Low dose radiation induced senescence of human mesenchymal stromal cells and impaired the autophagy process
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Nicola Alessio2, Stefania Del Gaudio2, Stefania Capasso2, Giovanni Di Bernardo2, Salvatore Cappabianca4, Marilena Cipollaro2, Gianfranco Peluso3, Umberto Galderisi1,2,3
1Sbarro Institute for Cancer Research and Molecular Medicine, Center for Biotechnology, Temple University, Philadelphia, PA 19107-6799, USA
2Department of Experimental Medicine, Biotechnology and Molecular Biology Section, Second University of Naples, Naples 80138, Italy
3Institute of Bioscience and Bioresources, CNR, Naples 80138, Italy
4Department “F. Magrassi – A. Lanzara” Second University of Naples, Naples 80138, Italy
Umberto Galderisi, e-mail: firstname.lastname@example.org
Keywords: Mesenchymal stem cells, senescence, radiation
Received: August 18, 2014 Accepted: November 02, 2014 Published: December 11, 2014
Low doses of radiation may have profound effects on cellular function. Individuals may be exposed to low doses of radiation either intentionally for medical purposes or accidentally, such as those exposed to radiological terrorism or those who live near illegal radioactive waste dumpsites.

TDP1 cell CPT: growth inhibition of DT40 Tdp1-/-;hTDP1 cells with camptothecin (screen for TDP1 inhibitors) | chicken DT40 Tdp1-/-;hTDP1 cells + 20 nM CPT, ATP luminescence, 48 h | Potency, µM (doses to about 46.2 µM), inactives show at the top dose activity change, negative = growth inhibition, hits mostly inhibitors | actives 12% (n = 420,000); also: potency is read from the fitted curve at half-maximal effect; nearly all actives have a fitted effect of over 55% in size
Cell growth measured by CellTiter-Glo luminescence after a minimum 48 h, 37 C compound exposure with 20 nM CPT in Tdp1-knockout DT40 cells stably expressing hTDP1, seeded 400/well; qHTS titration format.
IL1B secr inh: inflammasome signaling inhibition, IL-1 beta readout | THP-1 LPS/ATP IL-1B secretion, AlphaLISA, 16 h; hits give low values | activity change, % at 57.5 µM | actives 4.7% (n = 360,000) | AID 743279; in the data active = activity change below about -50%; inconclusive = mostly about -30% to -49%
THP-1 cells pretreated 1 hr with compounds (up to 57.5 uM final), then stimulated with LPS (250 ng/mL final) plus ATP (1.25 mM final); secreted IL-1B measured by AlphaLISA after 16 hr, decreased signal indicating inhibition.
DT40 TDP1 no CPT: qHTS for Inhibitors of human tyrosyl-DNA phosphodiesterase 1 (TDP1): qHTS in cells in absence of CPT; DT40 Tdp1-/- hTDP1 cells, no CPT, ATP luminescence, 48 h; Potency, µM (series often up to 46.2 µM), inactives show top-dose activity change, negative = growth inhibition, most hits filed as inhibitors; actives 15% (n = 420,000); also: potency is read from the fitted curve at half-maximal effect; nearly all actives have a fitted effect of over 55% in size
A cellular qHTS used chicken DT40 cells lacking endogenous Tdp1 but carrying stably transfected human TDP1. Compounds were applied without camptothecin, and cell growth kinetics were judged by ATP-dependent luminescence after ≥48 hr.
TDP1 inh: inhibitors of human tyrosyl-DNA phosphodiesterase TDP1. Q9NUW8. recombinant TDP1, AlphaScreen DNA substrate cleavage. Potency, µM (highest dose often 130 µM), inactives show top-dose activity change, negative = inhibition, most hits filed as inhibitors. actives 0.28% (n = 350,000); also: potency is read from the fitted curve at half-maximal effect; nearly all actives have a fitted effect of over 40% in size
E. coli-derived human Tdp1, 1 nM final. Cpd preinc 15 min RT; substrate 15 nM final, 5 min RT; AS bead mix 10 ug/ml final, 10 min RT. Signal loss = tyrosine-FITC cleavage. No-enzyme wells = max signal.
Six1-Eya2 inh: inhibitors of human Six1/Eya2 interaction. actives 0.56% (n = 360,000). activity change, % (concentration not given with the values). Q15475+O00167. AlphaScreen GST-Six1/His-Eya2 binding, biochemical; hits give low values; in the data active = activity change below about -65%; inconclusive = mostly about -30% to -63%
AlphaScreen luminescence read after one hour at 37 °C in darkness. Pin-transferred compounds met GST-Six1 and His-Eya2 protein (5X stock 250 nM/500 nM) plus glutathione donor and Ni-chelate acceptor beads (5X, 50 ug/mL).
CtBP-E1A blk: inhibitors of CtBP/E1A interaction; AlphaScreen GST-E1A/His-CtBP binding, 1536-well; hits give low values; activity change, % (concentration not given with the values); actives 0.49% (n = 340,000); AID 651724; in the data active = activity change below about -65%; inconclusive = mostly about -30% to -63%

We studied the effects of low dose radiation on human bone marrow mesenchymal stromal cells (MSC), which contain a subpopulation of stem cells able to differentiate in bone, cartilage, and fat; support hematopoiesis; and contribute to body’s homeostasis.
The main outcome of low radiation exposure, besides reduction of cell cycling, is the triggering of senescence, while the contribution to apoptosis is minimal. We also showed that low radiation affected the autophagic flux. We hypothesize that the autophagy prevented radiation deteriorative processes, and its decline contributed to senescence.
An increase in ATM staining one and six hours post-irradiation and return to basal level at 48 hours, along with persistent gamma-H2AX staining, indicated that MSC properly activated the DNA repair signaling, though some damages remained unrepaired, mainly in non-cycling cells. This suggested that the impaired DNA repair capacity of irradiated MSC seemed mainly related to the reduced activity of a non-homologous end-joining (NHEJ) system rather than HR (homologous recombination).
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